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Space Rambler, C. Smith 2017

 

As soon as I got moving, I warmed up – and started to enjoy myself in a slightly mad way, alarming cows in my shiny get-up and spindly appendages (poles I find essential, usually one suffices: for testing footing, and fending off frisky cattle – although two can be handy for steep bits and when ‘Nordic-walking’ is required to warm-up or to make progress). I was hoping I wouldn’t meet anyone. It’s okay looking ridiculous in the middle of nowhere, but not in built-up areas. Fortunately, the route skirted Stranraer, and I only passed a couple of hamlets. Typically though, I met the only two other hikers on the whole of the route that day – a German couple, wombled up in their full-length rain ponchos. They were lugging full packs and slogging up a steep lane in the heavy rain when I passed them. I may have looked a nob, but at least I wasn’t having to bear a full backpack for the long miles ahead. Not only does it make the whole experience less of a slog, there were times when being light on your feet was life-saving – when bog-trotting across lonely moorland for instance;  negotiating steep, slippery slopes; or balancing atop stiles over electric fences!  I was pleased with myself for reaching my first destination, Castle Kennedy, ahead of time (I find an average walking speed of 2 miles an hour across tricky terrain about right – which allows time for stops; on good paths this can pick up to 2.5 or even 3). I was relieved to find my partner waiting in the layby (the hotel we had arranged to meet at had closed down), and glad to get back for a hot shower, and a change of clothes. A long day’s walk certainly gives you a good appetite, but you find yourself nodding off very early.

Day 2 – Castle Kennedy to New Luce (8.9)

 

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Remains of Castle Kennedy, gutted by a fire ‘started by a servant’, in 1716 K. Manwaring 2017

 

The next day, according to my journal was ‘a most agreeable day of walking.’ The shorter route meant there was time in the morning to explore the lovely Castle Kennedy Gardens with Chantelle. When I spotted four white swans on the ‘Black Loch’ I suggested to her she sang ‘White Wings’ – her song about the Children of Lir created for our new show Brighid’s Flame (premiered a week before the start of the walk). I recorded her on my phone, and thus jumpstarted her ‘Ballads of the Borders’ project which she would entertain herself with while I was off gallivanting every day: her plan was to record herself singing a selection of Border Ballads in situ. Her Lir song was clearly not one in the literal sense, although in terms of liminality and littorality it was. Anyway, it was a nice way of responding to the genius loci. After we parted I didn’t see a single soul all day. As I crossed the Glenwhan Moor I was overcome with a deep sense of peace – dropping down into a place of still and silent contentment.  The peace was so tangible it was not an absence, but a presence – and it stayed with me (I captured it in my poem ‘Deep Peace’). The view across the moor was quietly beautiful, for and of itself. Apart from the occasional percussion of a Stonechat, there was hardly any sound at all. The sussuration of the wind, the squelch of my boot, or tap of my stick. Now and then I sang. Today I warbled Woody Guthrie’s classic ‘This Land is Our Land’, as well as ‘The Wind and the Rain’ from Twelfth Night. Apart from surprising grazing cattle with my crooning, my small voice was absorbed into the silence of the moor as though soaking into peat.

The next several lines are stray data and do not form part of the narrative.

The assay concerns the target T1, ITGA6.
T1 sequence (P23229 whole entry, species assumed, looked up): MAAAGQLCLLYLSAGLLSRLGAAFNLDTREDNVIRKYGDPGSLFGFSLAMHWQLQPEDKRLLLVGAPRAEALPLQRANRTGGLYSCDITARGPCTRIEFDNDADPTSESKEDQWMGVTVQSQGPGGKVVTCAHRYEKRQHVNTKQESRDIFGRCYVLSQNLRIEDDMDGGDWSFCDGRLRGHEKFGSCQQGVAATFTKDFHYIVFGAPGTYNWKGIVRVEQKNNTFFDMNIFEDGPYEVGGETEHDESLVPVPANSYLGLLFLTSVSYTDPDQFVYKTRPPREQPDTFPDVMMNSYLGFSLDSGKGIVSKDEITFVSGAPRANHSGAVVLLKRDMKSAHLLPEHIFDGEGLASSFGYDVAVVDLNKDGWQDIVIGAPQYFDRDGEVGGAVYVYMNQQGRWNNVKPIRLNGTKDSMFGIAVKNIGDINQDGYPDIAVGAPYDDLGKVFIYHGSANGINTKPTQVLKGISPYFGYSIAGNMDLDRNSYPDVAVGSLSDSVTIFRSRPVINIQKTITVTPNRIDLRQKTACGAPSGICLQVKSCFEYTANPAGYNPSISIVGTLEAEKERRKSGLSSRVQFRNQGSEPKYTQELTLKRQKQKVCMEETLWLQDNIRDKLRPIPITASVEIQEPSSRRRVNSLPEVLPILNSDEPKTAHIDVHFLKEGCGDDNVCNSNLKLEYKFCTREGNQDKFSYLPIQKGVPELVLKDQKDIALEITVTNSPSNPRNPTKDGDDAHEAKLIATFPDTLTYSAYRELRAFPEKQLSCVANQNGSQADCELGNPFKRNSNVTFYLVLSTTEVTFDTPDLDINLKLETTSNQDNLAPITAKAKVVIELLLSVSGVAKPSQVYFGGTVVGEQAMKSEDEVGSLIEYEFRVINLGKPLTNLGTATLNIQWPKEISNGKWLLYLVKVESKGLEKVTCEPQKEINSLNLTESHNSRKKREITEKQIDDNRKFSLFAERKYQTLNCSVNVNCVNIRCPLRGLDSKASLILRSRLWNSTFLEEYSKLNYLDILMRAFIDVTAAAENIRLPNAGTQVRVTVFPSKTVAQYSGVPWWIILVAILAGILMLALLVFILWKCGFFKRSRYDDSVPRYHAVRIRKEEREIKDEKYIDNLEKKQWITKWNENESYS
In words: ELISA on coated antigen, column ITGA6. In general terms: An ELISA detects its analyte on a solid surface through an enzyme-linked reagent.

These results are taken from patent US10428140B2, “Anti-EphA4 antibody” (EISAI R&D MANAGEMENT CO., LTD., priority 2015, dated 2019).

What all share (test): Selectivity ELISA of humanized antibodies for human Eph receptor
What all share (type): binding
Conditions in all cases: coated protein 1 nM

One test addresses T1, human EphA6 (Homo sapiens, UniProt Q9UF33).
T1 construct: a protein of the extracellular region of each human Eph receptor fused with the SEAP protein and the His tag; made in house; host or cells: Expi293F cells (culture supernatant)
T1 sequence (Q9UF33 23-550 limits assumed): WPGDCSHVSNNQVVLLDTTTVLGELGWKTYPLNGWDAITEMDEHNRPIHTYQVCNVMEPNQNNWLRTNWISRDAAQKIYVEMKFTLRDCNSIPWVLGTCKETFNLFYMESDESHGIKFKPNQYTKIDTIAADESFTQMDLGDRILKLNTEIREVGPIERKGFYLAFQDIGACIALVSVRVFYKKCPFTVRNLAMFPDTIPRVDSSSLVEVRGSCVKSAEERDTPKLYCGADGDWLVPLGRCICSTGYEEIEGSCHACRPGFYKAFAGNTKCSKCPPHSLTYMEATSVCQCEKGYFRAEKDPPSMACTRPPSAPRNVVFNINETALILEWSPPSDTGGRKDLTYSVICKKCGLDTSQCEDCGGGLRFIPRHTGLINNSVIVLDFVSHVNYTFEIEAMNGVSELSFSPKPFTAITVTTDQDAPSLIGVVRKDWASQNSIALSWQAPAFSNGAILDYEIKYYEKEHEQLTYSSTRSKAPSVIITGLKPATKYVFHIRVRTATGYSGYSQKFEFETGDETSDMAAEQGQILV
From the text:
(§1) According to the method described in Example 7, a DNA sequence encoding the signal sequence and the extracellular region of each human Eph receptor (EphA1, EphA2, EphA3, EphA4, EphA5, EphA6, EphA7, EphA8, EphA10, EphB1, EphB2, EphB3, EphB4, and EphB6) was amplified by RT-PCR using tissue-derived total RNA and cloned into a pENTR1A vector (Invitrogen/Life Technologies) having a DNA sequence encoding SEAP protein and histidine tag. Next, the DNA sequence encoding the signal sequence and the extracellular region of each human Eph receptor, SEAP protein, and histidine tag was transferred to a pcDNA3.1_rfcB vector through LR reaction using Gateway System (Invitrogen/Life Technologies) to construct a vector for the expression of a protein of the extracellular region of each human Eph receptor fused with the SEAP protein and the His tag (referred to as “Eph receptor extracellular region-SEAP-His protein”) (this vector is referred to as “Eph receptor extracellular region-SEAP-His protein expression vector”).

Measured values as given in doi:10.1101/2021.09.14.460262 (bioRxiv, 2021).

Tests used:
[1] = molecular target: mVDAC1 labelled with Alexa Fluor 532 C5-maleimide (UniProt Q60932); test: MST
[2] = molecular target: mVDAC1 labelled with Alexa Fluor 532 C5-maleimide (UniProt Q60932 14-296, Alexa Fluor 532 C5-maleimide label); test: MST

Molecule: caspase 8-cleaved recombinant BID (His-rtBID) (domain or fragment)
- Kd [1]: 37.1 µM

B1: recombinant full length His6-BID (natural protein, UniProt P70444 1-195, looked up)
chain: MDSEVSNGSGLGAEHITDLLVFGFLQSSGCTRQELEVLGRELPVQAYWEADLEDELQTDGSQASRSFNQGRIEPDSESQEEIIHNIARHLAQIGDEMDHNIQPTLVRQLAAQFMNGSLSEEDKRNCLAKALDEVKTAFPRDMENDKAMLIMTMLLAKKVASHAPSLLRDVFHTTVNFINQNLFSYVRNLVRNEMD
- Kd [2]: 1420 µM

Day 3 – New Luce to Bargrennan (17.8)

 

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the day of wind turbines … K. Manwaring, 2017

 

Today was my first long stretch, and it was glorious walking – sunny, but not too hot. I was slowly heading for the high country, the Galloway Hills looming before me as the day progressed. It was pretty wild in places, bog-trotting across lonely moorland with not a soul in sight within a 10 mile radius.  The morning was dominated by a massive wind-farm – it was a surreal, slightly disquieting experience to walk amongst these giants that towered over me like malevolent tripods from some HG Wells reboot. 65 metre high, with 30 metre long blades, each one generates power for a 1000 homes – and although I think they are a generally good thing, I could see for the first time why there is often fierce opposition to them locally, as they have massive impact on the landscape, dominating the skyline for miles around (obviously such an impact is miniscule compared to that of a nuclear power station). From afar, they can seem quite ‘pretty’, but not up close and personal. The thrum of the blades and the screech as they turned was a bit oppressive after a while, as was the dreary infrastructure of gravelly roads, signage and fencing that gave the landscape a militiarised feel. I also experienced the ‘joy’ of forestry plantations – which are very tedious to walk through (especially when the path across one of the windfarms roads was completely decimated – sans footbridge and signs). This was offset by reaching the lovely Beehive Bothy, the first of six quirky dwellings along the route. Bothies are a fine institution – free and open for all respectful walkers to use, either for a respite from the rain, a spot of lunch, or to spend the night. There maybe a fireplace, a chair or two, and a space for a sleeping mat – but not much else. Logbooks record the visitors and guests. I added my name and comment, before pushing on.